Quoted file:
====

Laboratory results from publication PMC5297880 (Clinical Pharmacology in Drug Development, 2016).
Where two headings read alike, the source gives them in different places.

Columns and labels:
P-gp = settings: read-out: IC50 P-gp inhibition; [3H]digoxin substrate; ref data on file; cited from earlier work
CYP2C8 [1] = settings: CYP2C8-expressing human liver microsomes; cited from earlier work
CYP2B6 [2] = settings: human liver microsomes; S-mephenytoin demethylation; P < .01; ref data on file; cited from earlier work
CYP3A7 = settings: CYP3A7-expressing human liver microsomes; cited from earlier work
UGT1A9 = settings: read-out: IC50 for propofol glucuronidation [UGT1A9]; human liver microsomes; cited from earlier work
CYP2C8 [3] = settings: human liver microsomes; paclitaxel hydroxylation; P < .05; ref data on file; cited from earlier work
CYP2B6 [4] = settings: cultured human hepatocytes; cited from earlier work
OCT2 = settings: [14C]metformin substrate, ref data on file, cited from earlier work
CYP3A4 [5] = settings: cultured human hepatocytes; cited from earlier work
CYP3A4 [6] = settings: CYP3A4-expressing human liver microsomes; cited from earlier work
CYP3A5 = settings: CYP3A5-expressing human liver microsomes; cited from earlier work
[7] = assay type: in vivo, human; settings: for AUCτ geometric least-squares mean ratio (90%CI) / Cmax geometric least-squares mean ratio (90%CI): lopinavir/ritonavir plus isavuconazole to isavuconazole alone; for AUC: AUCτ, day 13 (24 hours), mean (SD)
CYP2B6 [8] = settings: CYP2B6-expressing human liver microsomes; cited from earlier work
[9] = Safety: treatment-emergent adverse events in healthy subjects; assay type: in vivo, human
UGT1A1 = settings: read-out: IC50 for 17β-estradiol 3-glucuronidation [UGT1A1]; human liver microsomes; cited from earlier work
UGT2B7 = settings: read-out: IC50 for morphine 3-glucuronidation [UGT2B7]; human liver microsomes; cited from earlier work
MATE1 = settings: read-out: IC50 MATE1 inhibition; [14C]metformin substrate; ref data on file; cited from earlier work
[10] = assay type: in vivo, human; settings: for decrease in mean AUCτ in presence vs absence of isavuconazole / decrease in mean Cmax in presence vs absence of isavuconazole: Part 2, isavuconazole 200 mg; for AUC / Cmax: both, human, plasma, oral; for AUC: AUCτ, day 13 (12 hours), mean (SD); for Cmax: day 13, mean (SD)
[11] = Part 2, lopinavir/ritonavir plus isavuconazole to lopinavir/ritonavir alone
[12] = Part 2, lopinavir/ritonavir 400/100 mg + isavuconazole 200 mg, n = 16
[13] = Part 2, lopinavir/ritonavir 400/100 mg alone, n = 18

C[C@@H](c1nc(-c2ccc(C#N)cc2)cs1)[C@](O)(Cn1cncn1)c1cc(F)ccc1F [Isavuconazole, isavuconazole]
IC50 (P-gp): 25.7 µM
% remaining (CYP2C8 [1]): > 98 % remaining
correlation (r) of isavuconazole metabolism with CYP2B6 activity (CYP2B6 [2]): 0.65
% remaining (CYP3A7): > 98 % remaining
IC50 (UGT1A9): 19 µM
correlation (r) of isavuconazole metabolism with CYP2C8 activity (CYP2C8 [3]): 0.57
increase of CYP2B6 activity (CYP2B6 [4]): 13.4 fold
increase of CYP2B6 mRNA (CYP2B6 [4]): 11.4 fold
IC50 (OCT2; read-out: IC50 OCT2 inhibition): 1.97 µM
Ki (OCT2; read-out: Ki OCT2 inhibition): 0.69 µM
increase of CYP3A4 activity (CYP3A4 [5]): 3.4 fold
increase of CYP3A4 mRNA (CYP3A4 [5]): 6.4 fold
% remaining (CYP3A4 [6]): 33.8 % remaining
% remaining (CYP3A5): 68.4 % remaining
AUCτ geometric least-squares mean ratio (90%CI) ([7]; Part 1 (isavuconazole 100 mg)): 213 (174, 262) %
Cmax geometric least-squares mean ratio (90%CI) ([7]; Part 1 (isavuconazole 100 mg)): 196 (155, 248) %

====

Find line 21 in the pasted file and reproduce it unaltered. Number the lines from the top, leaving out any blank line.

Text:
[10] = assay type: in vivo, human; settings: for decrease in mean AUCτ in presence vs absence of isavuconazole / decrease in mean Cmax in presence vs absence of isavuconazole: Part 2, isavuconazole 200 mg; for AUC / Cmax: both, human, plasma, oral; for AUC: AUCτ, day 13 (12 hours), mean (SD); for Cmax: day 13, mean (SD)